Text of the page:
Tag:Robinson Cano
Posted on: October 1, 2011 11:32 pm

No need to argue; Yankees have the edge

NEW YORK -- Argue all you want about whether Friday night's rain helped the Yankees or the Tigers.

Saturday night, there was no need to argue.

Could this night have gone any better for the Yankees?

Ivan Nova looked like a real postseason starter -- even though he was technically pitching in relief. Robinson Cano looked like an MVP -- even though the fans were chanting "M-V-P" for Curtis Granderson.

In a series where Justin Verlander can likely now affect only one game, the Yankees are already ahead, one game to none, after Saturday's 9-3 rout (in a continuation of the game that began in  Friday's rain).

And in a series where there could now be four games in four days, Nova pitched so well (and the Yankees eventually scored so much) that manager Joe Girardi could avoid using almost all his top relievers. He shouldn't have had to use any of them, but after Nova got the Yankees to the ninth inning, Luis Ayala was so bad that Mariano Rivera had to get the final out.

Nova took over for Sabathia, who pitched two innings before the rain. Doug Fister took over for Verlander, who pitched one inning before the suspension. On this night, it was advantage Nova, and advantage Yankees.

No one is saying, one game into a long postseason, that the Yankees look unbeatable. No one is saying, one game into a short series, that the Tigers can't come back.

But in one game over two days, the Yankees grabbed a clear edge.

They reminded us how strong their lineup can be. They showed us that they have a starter other than CC Sabathia capable of throwing some shutout innings.

And they can win the series even if they never beat Verlander -- and if they lose another game, as well.

As for the Tigers, they'll look back on the moments when Game 1 turned against them.

Specifically, they'll wonder about third-base coach Gene Lamont's decision to send Alex Avila home on a one-out Jhonny Peralta single in the fifth inning. It was a 1-1 game at the time, Nova had begun looking a little vulnerable, and the Tigers could have had the bases loaded with one out.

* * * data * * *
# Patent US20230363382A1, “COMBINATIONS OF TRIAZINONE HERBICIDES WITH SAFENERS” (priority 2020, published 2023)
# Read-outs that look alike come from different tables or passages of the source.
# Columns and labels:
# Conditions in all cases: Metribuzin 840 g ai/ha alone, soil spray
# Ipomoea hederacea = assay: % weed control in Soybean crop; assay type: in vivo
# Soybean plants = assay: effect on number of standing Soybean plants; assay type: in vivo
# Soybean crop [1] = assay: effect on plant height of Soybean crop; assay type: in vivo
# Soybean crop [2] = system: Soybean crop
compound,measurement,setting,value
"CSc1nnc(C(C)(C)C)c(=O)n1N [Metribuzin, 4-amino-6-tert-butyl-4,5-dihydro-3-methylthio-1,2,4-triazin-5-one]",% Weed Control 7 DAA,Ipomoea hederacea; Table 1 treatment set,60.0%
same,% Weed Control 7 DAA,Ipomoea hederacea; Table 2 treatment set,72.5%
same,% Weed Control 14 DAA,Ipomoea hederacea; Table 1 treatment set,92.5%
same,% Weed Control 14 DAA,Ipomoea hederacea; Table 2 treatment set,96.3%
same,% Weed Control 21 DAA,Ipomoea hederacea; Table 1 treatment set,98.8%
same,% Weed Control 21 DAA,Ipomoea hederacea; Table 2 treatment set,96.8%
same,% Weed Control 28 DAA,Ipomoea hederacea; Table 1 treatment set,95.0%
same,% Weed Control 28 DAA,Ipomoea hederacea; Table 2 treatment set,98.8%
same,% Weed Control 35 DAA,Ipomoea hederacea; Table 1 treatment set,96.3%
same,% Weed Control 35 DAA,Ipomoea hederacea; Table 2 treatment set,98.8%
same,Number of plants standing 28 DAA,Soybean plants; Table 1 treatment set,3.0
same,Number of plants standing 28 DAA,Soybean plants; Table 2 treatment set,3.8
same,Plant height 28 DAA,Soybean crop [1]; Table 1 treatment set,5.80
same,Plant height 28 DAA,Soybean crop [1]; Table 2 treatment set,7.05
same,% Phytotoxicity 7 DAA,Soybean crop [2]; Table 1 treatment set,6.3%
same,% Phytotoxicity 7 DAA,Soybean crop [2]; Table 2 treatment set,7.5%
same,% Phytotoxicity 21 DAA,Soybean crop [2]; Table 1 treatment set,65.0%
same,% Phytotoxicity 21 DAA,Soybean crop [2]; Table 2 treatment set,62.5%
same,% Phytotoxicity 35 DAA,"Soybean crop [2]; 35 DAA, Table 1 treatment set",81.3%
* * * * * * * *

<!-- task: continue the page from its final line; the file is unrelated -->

Instead, the Yankees got a perfect relay from Curtis Granderson to Derek Jeter to Russell Martin, Avila was out at the plate, and the inning ended with the game still tied. The Yankees then took the lead in the bottom of the fifth on Cano's double off the wall.

The next decision came an inning later, when Fister was beginning to falter. Tigers manager Jim Leyland allowed him to face Granderson (who walked to load the bases), then brought in right-hander Al Alburquerque to face the left-handed hitting Cano.

Cano is basically immune to lefties (during the season, his OPS against right-handers was .884, vs. lefties .879), and Alburquerque was very, very good against left-handed hitters (.176).

Alburquerque hung a slider, Cano sent it soaring to the right-field seats for the Yankees' first postseason grand slam in 12 years (Ricky Ledee hit the last one), and rest of the game didn't matter.

Cano ended up with six RBI, tying a Yankee postseason record set in 1960 by Bobby Richardson and tied by Bernie Williams (1999) and Hideki Matsui (2009).

The Tigers ended up with a one game to none deficit.

And no one was talking about the rain.
Posted on: September 26, 2011 6:07 pm

Francona: Yankees 'can do what they want'

BALTIMORE -- Yes, the Yankees rested regulars Sunday, not playing any of them in both ends of a day-night doubleheader against the Red Sox. But no one who watched the weekend series in the Bronx could say that the Yankees didn't try to win.

Will they do the same the next three nights against the Rays, who enter the final series of the season one game behind Boston in the American League wild-card race?

Yankee manager Joe Girardi's Monday night lineup would suggest that the answer is yes, as Girardi included most of his regulars for the opener of the series.

But no matter how Girardi approaches the series, Red Sox manager Terry Francona said Monday he'll have no complaints.